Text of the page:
In this challenge, weíll cover different cleaning projects each day. Donít worry--each dayís work wonít take more than an hour or two to complete, so even the busiest among us should be able to find time to fit the whole challenge in. By the end of the week, it will all be worth it when you look around your house and see the sparkling surfaces just in time for spring.

Day 1: Kitchen

On the first day of our spring cleaning challenge, weíll start with one of the most grueling places to get it out of the way early. If youíve been cooking indoors all winter, odds are grease and cooking oils have made their way into your oven, microwave, toaster, and cooking surfaces. Today is all about the degreaser and elbow grease.

For a homemade degreaser, mix a few drops of lemon or citrus with white vinegar and water and put them together in a spray bottle. For spots that are caked on, spray first, let them soak and sprinkle with baking soda while you clean the rest of the kitchen. This will loosen the grease so you can go back and scrub it off later.

Day 2: Bathroom

While weíre tackling the tough rooms, letís head to the bathroom on day two. A thorough bathroom cleaning doesnít just include the sink, toilet, and tub, but also their drains. Itís also a good time to change curtain liners or clean your shower door. Spraying Rain-X on the door after cleaning it will keep it from getting foggy for a couple months.

Today is also a good day to go through your medicine cabinet and get rid of anything thatís expired. Then, make a list of supplies you need to restock.

Day 3: Bedrooms

Today letís take a break from scrubbing. Head into the bedrooms and change the sheets. Clean mirrors, vacuum, and then dust all of the surfaces (in that order--you donít want to kick up debris from the carpets once youíve already dusted).

The last task for today is to declutter. Itís a good time to go through drawers and pick out clothes you no longer wear to donate. A good rule of thumb is to ask yourself if you wore it in the last year or two. If not, odds are it wonít be missed very much.

Day 4: Living Room

The living room is the area of the house people like to keep most presentable, and therefore usually doesnít appear dirty at a first glance. However, since itís also the room that gets a lot of foot traffic, youíll likely find that the carpets, sofa cushions, and curtains could use a good cleaning.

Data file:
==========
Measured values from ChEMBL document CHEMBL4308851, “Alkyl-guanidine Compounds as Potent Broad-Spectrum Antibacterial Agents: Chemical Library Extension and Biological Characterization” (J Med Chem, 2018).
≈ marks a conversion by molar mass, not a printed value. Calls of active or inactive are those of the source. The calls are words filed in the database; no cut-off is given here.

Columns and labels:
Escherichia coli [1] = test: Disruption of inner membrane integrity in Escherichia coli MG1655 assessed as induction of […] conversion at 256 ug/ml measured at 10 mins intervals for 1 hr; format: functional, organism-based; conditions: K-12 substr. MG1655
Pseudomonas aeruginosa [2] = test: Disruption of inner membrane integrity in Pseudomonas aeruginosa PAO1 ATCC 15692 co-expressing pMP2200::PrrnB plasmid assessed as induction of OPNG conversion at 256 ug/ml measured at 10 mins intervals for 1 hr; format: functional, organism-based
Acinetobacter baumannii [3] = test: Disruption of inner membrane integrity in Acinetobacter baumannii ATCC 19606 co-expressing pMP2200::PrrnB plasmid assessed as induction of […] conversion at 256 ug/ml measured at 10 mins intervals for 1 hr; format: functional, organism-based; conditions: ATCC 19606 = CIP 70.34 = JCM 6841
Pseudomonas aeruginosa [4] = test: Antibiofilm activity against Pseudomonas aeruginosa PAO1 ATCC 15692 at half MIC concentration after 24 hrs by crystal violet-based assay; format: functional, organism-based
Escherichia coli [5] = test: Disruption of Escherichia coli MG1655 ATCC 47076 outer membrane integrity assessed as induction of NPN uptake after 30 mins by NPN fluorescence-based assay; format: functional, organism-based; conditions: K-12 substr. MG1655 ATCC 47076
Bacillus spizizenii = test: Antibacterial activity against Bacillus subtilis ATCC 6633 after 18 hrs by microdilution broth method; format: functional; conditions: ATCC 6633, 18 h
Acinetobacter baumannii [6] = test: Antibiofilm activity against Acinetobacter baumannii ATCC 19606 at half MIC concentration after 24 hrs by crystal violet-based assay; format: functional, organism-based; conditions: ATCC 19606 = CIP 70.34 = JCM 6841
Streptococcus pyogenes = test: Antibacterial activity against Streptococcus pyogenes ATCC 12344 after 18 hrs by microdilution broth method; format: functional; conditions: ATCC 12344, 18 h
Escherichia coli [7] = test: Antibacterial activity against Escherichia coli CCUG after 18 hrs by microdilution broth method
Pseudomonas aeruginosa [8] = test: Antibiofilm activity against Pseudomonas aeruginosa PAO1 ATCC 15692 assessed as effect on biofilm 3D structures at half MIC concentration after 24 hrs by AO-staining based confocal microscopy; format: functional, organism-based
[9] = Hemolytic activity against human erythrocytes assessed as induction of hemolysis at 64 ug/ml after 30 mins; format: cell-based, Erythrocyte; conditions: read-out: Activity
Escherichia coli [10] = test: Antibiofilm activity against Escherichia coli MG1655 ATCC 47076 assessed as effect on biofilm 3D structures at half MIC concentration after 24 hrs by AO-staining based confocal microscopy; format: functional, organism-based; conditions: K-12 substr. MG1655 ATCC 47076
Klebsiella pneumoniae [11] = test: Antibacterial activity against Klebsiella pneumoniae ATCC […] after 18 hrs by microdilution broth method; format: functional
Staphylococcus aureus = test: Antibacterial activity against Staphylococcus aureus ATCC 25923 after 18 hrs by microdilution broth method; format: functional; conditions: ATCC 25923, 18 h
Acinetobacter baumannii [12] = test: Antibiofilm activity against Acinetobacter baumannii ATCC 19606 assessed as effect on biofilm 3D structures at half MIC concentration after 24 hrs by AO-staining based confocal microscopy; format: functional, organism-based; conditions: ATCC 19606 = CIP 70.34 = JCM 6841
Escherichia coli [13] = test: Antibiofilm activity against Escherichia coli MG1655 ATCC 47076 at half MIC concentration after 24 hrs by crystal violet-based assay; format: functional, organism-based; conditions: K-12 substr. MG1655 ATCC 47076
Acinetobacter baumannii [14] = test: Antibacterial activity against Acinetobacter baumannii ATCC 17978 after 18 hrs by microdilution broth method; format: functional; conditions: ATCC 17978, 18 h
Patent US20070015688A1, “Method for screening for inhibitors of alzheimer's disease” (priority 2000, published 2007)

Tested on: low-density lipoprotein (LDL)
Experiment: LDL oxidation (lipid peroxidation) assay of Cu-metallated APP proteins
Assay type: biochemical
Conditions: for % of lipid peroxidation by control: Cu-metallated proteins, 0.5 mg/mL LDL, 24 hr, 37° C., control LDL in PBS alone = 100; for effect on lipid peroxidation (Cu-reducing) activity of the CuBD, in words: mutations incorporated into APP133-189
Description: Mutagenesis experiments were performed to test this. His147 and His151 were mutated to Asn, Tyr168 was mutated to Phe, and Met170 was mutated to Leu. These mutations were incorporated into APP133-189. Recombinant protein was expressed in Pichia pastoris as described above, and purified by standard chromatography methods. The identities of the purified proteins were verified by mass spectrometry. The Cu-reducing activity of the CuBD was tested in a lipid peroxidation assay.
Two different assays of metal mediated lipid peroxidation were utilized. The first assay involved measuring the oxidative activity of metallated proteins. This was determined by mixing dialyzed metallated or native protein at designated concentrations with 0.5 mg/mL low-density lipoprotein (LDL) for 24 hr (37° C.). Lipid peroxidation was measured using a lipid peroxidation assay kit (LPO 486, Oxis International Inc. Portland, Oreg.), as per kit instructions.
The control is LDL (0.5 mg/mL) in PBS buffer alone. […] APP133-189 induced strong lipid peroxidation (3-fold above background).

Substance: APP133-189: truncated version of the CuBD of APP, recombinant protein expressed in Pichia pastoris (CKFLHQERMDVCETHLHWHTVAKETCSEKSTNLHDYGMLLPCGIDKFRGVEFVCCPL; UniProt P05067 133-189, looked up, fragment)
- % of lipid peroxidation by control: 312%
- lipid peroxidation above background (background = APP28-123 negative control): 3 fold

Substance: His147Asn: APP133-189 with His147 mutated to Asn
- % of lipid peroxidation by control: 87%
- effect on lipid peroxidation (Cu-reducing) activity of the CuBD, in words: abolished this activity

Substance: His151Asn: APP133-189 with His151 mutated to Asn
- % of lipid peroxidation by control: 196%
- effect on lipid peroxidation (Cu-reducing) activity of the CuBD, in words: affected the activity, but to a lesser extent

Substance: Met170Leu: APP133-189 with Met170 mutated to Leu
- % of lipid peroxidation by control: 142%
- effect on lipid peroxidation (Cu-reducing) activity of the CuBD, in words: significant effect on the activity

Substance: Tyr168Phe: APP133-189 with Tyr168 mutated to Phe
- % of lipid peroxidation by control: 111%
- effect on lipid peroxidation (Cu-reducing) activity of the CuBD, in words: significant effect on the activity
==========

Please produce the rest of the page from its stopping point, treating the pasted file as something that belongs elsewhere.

Day 5: Windows

This one is pretty self-explanatory. But itís useful to do them all in one day so you donít have to keep pulling out the paper towels and Windex.

Day 6: Refrigerator and Pantry

Get rid of expired condiments, and toss out or donate canned foods that have been sitting in your cabinets for over a year. If you need to de-ice your freezer or change water filters in your freezer now is the time.

Day 7: Car

For the last day, letís head outside and clean your vehicle. If this day doesnít apply to you, it could be a good time to clean out the garage or wash outdoor furniture.


To help you out, print out this checklist and stick it on your refrigerator until you've completed the challenge. 


 





Posted by Erwin & McCarthy Team on 4/4/2018


56 Sherri Ann Avenue, Nashua, NH 03064

Single-Family

$375,000
Price

3
Bedrooms
9
Rooms
2/1
Full/Half Baths
This open-concept colonial home in the North End of Nashua is situated on a cul de sac. Hardwoods throughout the first floor living areas and plenty of natural light make this home feel bright and welcoming. The kitchen has granite counters, glass tile back splash, and a generous pantry. The master has double closet and an en suite bath. Two more bedrooms and a full bath complete the second floor. The nicely finished basement has a second family room with an attached area perfect for a home office and a second room for the kids. Enjoy the outdoors in the hot tub, and included is the storage shed. Showings will start with the Open House on April 7, 2018.
Open House
Saturday
April 07 at 12:00 PM to 2:00 PM
Cannot make the Open Houses?
Location: 56 Sherri Ann Avenue, Nashua, NH 03064    Get Directions






Categories: Open House  


Posted by Erwin & McCarthy Team on 4/4/2018


56 Sherri Ann Avenue, Nashua, NH 03064

Single-Family

$375,000
Price

3
Bedrooms
9
Rooms
2/1
Full/Half Baths
This open-concept colonial home in the North End of Nashua is situated on a cul de sac. Hardwoods throughout the first floor living areas and plenty of natural light make this home feel bright and welcoming. The kitchen has granite counters, glass tile back splash, and a generous pantry. The master has double closet and an en suite bath. Two more bedrooms and a full bath complete the second floor. The nicely finished basement has a second family room with an attached area perfect for a home office and a second room for the kids. Enjoy the outdoors in the hot tub, and included is the storage shed. Showings will start with the Open House on April 7, 2018.
Open House
Saturday
April 07 at 12:00 PM to 2:00 PM
Cannot make the Open Houses?
Location: 56 Sherri Ann Avenue, Nashua, NH 03064    Get Directions






Categories: New Homes  




Tags